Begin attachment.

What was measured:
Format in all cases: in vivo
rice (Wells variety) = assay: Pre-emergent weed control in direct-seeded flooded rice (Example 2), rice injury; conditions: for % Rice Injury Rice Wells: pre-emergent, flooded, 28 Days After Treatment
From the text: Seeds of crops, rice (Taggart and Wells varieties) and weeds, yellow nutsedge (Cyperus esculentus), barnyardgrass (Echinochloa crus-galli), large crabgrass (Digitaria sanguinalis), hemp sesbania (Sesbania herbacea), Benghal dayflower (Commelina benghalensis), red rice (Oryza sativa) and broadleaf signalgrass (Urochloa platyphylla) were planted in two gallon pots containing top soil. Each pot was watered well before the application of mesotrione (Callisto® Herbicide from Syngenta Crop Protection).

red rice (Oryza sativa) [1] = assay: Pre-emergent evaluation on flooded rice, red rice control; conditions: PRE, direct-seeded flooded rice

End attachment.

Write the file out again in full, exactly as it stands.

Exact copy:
What was measured:
Format in all cases: in vivo
rice (Wells variety) = assay: Pre-emergent weed control in direct-seeded flooded rice (Example 2), rice injury; conditions: for % Rice Injury Rice Wells: pre-emergent, flooded, 28 Days After Treatment
From the text: Seeds of crops, rice (Taggart and Wells varieties) and weeds, yellow nutsedge (Cyperus esculentus), barnyardgrass (Echinochloa crus-galli), large crabgrass (Digitaria sanguinalis), hemp sesbania (Sesbania herbacea), Benghal dayflower (Commelina benghalensis), red rice (Oryza sativa) and broadleaf signalgrass (Urochloa platyphylla) were planted in two gallon pots containing top soil. Each pot was watered well before the application of mesotrione (Callisto® Herbicide from Syngenta Crop Protection).

red rice (Oryza sativa) [1] = assay: Pre-emergent evaluation on flooded rice, red rice control; conditions: PRE, direct-seeded flooded rice